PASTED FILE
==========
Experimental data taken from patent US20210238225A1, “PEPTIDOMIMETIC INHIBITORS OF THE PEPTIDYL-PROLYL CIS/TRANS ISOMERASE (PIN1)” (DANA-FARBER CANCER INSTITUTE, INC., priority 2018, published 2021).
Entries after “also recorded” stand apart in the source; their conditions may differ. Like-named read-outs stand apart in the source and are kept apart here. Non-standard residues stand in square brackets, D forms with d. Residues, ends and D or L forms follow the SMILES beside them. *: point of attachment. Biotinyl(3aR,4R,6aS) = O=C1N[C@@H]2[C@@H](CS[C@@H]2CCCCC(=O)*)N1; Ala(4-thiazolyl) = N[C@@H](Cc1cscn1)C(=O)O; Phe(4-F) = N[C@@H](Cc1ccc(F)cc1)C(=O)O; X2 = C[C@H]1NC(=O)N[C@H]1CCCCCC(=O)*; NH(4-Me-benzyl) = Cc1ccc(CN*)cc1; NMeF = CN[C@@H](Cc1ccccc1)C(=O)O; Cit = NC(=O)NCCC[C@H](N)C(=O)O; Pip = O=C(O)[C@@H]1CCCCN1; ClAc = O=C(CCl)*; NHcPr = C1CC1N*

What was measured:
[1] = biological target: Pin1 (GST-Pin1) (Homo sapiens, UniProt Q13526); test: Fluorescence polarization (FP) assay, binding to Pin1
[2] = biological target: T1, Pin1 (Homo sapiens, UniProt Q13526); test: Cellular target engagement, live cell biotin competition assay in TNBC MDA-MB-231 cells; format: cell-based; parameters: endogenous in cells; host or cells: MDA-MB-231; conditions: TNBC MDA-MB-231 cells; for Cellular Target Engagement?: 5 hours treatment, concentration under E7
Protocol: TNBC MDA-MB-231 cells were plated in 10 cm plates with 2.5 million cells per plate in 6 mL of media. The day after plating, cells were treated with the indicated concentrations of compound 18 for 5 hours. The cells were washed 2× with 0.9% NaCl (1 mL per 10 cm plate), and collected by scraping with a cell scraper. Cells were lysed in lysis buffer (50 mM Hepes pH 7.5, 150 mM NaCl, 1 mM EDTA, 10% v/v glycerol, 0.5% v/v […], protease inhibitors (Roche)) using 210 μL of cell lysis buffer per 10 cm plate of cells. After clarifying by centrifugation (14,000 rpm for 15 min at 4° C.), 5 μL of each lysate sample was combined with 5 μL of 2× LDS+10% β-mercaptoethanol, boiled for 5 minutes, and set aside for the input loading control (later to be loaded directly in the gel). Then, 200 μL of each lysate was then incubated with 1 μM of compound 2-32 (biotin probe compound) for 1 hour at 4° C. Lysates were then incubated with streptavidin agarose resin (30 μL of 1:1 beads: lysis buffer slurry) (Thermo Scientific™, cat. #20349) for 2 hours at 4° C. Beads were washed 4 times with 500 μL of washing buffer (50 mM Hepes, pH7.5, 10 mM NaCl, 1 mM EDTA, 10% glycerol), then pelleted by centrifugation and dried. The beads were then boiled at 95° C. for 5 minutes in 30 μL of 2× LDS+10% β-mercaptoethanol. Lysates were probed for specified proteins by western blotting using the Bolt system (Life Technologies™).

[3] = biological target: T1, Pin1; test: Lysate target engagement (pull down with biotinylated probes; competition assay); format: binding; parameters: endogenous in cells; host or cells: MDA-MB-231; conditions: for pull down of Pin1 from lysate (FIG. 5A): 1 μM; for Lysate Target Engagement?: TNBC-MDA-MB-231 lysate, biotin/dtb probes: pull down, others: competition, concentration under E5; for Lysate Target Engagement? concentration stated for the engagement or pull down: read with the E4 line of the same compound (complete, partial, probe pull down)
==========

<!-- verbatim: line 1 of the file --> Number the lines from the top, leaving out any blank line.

Experimental data taken from patent US20210238225A1, “PEPTIDOMIMETIC INHIBITORS OF THE PEPTIDYL-PROLYL CIS/TRANS ISOMERASE (PIN1)” (DANA-FARBER CANCER INSTITUTE, INC., priority 2018, published 2021).